Ishraf Chebil announces the return of the old demons

For the first time since Kaïs Saïed’s ascension to power (now we can truly speak of an ascension), National Women’s Day was celebrated with great fanfare under the presidency of the wife of the head of state.

Of course, Ichraf Chebil was accompanied by the President of the Government, Najla Bouden. But the latter, true to her habit, was self-effacing as ever, had difficulty reading her text and visibly tried to go unnoticed in a ceremony where she, like many other women present, played her role as an extra to better highlight the presence of the president’s wife. We can only salute her for her rejection. At the turn, we could also pay tribute to the Tunisian television, which for a ceremony forgot its role as a public service and was once again a vulgar propaganda tool.

This did not make the ceremony more attractive or the performance of the wife of the President of the Republic more convincing. Far from there. The approach of “the first lady” was hesitant like all neophytes taking their first steps in public. Also his speech. As for the ceremony, it looked like deja vu and the air smelled of mothballs. She sent back the sad memories of a Leila Ben Ali stuttering a speech she does not master in front of an audience of sycophants and courtiers under the guidance of skilled space drivers like Saïda Agrebi today in exile and Abir Moussi who rose through the ranks to become chairman of a political party while maintaining her style and modus operandi.

This shows how much the presence and the ostentatious script of the wife of the head of state at the official ceremony to celebrate the National Women’s Day revived the fear of a return of “power in the president’s family” and recalled episodes that remain dramatic and painful despite the passage of time.

It must be admitted that the power of the families of the first political leaders in Tunisia has been a real and constant power for the last eight decades, that is, since the country’s independence. The history of the Republic is also the history of the governors’ families.

During the time of leader Habib Bourguiba, his wife Wassila Ben Ammar played an important political role, especially on the international stage. Its contribution was visible in the overturning of the Djerba Agreement with Libya in 1975, just hours after it was signed. It was also for a lot in the installation of the Palestinian leadership in Tunis in the early 80s, after their forced departure from Lebanon. At the end of his reign, very old and ill, Bourguiba left the country in the hands of his niece Saida Sassi, who became a master of the art of palace intrigue, hastening the fall of his regime.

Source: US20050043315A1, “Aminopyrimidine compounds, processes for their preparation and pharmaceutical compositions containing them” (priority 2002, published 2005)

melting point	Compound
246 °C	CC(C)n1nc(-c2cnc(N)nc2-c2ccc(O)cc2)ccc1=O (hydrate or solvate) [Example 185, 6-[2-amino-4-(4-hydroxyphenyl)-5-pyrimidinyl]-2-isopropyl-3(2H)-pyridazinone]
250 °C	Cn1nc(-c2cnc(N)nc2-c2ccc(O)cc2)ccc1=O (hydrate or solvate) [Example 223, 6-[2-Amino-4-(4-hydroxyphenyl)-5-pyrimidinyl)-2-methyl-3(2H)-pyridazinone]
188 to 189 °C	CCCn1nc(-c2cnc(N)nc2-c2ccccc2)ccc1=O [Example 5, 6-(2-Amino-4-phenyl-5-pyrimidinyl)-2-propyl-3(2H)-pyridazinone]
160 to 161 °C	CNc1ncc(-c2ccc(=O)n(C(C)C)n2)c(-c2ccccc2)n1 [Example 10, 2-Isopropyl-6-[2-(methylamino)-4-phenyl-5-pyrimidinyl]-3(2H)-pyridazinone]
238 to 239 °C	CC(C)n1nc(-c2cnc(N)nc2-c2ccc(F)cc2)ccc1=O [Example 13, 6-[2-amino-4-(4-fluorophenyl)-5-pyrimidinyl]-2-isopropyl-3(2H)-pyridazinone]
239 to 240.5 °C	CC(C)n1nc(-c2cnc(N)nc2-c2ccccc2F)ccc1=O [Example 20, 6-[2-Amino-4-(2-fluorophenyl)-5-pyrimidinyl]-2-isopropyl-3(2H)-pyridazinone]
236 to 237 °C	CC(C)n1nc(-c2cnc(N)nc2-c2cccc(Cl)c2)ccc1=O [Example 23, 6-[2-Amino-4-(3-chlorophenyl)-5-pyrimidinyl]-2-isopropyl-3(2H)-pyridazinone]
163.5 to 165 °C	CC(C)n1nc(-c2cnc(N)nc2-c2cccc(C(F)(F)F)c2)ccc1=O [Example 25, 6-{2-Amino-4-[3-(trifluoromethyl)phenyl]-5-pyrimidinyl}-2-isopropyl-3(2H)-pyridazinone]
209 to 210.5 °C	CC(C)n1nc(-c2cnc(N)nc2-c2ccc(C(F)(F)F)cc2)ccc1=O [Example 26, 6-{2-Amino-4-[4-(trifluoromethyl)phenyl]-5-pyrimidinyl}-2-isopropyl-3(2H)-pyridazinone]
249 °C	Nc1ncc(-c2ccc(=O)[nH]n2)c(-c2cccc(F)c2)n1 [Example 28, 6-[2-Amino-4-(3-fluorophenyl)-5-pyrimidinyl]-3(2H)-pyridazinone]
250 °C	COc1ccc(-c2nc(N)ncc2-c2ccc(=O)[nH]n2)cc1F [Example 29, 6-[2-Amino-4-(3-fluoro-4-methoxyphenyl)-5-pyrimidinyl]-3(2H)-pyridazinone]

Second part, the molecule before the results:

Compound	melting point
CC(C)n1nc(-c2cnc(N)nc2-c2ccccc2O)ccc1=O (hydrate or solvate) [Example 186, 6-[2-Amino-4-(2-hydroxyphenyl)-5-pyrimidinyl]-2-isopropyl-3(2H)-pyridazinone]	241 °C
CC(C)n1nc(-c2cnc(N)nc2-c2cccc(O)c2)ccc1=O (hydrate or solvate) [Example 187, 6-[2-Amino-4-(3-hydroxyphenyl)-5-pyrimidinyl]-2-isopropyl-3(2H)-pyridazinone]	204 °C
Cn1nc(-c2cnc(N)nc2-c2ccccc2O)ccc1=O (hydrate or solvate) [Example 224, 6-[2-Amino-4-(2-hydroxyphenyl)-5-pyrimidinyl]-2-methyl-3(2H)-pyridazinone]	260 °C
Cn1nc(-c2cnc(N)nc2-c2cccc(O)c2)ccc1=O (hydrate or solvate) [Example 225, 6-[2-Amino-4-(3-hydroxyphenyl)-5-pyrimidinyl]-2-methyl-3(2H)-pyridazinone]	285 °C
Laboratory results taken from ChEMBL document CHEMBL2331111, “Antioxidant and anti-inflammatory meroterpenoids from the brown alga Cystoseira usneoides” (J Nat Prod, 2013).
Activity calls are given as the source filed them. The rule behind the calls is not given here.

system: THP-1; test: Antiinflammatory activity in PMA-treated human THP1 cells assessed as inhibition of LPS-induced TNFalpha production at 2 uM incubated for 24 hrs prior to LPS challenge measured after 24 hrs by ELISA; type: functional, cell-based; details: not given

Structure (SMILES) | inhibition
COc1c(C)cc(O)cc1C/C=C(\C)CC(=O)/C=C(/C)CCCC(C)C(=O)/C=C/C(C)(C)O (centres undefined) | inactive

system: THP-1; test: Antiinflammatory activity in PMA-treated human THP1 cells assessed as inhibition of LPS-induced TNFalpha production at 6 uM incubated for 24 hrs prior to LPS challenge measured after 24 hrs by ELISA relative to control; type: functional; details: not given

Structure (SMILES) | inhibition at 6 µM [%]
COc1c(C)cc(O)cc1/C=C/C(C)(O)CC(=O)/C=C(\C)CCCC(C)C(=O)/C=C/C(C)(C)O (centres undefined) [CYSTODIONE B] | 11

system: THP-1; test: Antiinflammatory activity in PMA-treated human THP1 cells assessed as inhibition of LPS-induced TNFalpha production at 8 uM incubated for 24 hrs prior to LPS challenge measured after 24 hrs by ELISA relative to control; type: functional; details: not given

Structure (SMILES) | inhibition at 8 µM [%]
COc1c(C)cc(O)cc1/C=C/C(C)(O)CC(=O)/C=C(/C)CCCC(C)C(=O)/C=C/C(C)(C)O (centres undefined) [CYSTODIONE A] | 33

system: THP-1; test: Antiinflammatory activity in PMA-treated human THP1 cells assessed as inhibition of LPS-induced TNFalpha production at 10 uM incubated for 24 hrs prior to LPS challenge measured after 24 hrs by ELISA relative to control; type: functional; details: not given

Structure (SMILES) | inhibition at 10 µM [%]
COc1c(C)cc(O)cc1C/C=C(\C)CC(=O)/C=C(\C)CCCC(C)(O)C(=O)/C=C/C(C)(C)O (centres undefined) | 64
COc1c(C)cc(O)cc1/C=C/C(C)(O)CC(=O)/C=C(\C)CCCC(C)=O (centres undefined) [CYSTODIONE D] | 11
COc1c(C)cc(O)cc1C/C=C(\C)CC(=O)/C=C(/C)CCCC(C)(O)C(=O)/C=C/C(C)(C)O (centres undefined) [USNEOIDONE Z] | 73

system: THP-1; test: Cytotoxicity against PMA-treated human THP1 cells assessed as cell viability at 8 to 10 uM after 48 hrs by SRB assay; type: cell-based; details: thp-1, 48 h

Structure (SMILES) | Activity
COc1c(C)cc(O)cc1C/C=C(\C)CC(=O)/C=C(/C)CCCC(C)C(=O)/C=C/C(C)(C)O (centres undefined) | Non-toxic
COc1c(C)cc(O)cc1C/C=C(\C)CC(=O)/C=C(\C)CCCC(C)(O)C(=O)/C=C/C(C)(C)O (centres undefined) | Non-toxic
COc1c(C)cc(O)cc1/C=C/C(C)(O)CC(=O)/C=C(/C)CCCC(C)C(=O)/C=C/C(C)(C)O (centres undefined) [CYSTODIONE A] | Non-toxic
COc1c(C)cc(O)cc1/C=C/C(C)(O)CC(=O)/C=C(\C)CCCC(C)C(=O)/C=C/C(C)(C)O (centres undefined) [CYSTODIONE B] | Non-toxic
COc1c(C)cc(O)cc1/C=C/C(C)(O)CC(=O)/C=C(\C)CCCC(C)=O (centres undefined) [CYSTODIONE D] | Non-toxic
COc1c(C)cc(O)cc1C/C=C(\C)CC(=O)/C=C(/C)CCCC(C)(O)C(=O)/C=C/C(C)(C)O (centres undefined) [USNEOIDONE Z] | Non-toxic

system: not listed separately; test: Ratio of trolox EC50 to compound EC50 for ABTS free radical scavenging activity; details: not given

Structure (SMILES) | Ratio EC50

Zine Abedine Ben Ali also had his motto: “My family first, everything else second”. First he left the country at the request of his brother Moncef Ben Ali and his son-in-law Slim Chiboub. After the murder of his brother by the Italian mafia and the disgrace of his son-in-law, his wife’s family, trabelsi, ignorant and thirsty for power and money, stormed the country and ransacked its economy. To summarize, Ben Ali was president of the republic only by accident. But he was the full-time clan leader.

After the revolution, Rached Ghannouchi continued the tradition. His son-in-law Rafik Abdessalem Bouchlaka, his son Mouadh, his daughter Soumaya, his nephew Habib Khedher and others have become key players in the Tunisian chess board.

For his part, President Béji Caïd Essebsi had failed to make his son Hafedh his political heir. But it was because of the son’s incompetence and not because of a lack of trying.

Since the arrival of Kaïs Saïed, his brother Naoufel’s periodic forays into the political sphere have been poorly received. Rumors that no one wanted to believe spoke of his sister-in-law’s growing influence. With the recent arrival on the scene of his wife, the risk of the old demons returning becomes real

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